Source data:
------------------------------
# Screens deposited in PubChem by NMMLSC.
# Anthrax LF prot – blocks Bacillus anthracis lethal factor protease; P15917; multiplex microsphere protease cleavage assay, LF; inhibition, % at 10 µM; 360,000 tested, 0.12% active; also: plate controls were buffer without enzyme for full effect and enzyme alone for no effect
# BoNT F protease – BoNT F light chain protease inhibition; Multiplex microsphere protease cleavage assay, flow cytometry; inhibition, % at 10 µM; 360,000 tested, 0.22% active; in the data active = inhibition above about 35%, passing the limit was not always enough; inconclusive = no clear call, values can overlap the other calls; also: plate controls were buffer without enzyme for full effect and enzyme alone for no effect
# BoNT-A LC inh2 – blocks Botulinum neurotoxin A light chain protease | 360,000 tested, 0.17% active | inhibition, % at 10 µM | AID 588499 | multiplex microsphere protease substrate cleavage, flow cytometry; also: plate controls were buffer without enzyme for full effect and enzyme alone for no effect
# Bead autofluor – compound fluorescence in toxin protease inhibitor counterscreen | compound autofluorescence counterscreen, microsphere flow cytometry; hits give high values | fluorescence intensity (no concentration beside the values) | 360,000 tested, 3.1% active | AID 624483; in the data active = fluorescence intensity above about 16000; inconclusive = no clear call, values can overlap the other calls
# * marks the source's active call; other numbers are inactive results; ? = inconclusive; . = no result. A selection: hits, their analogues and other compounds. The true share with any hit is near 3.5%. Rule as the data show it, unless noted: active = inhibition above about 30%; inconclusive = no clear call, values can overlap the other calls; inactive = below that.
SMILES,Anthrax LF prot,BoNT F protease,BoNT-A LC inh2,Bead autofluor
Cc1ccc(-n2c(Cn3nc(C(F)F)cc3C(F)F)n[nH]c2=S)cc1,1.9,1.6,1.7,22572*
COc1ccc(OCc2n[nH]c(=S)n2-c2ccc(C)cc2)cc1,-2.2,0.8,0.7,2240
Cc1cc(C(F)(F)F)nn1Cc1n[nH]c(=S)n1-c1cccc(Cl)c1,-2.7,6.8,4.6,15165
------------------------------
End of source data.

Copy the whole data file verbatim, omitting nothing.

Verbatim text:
# Screens deposited in PubChem by NMMLSC.
# Anthrax LF prot – blocks Bacillus anthracis lethal factor protease; P15917; multiplex microsphere protease cleavage assay, LF; inhibition, % at 10 µM; 360,000 tested, 0.12% active; also: plate controls were buffer without enzyme for full effect and enzyme alone for no effect
# BoNT F protease – BoNT F light chain protease inhibition; Multiplex microsphere protease cleavage assay, flow cytometry; inhibition, % at 10 µM; 360,000 tested, 0.22% active; in the data active = inhibition above about 35%, passing the limit was not always enough; inconclusive = no clear call, values can overlap the other calls; also: plate controls were buffer without enzyme for full effect and enzyme alone for no effect
# BoNT-A LC inh2 – blocks Botulinum neurotoxin A light chain protease | 360,000 tested, 0.17% active | inhibition, % at 10 µM | AID 588499 | multiplex microsphere protease substrate cleavage, flow cytometry; also: plate controls were buffer without enzyme for full effect and enzyme alone for no effect
# Bead autofluor – compound fluorescence in toxin protease inhibitor counterscreen | compound autofluorescence counterscreen, microsphere flow cytometry; hits give high values | fluorescence intensity (no concentration beside the values) | 360,000 tested, 3.1% active | AID 624483; in the data active = fluorescence intensity above about 16000; inconclusive = no clear call, values can overlap the other calls
# * marks the source's active call; other numbers are inactive results; ? = inconclusive; . = no result. A selection: hits, their analogues and other compounds. The true share with any hit is near 3.5%. Rule as the data show it, unless noted: active = inhibition above about 30%; inconclusive = no clear call, values can overlap the other calls; inactive = below that.
SMILES,Anthrax LF prot,BoNT F protease,BoNT-A LC inh2,Bead autofluor
Cc1ccc(-n2c(Cn3nc(C(F)F)cc3C(F)F)n[nH]c2=S)cc1,1.9,1.6,1.7,22572*
COc1ccc(OCc2n[nH]c(=S)n2-c2ccc(C)cc2)cc1,-2.2,0.8,0.7,2240
Cc1cc(C(F)(F)F)nn1Cc1n[nH]c(=S)n1-c1cccc(Cl)c1,-2.7,6.8,4.6,15165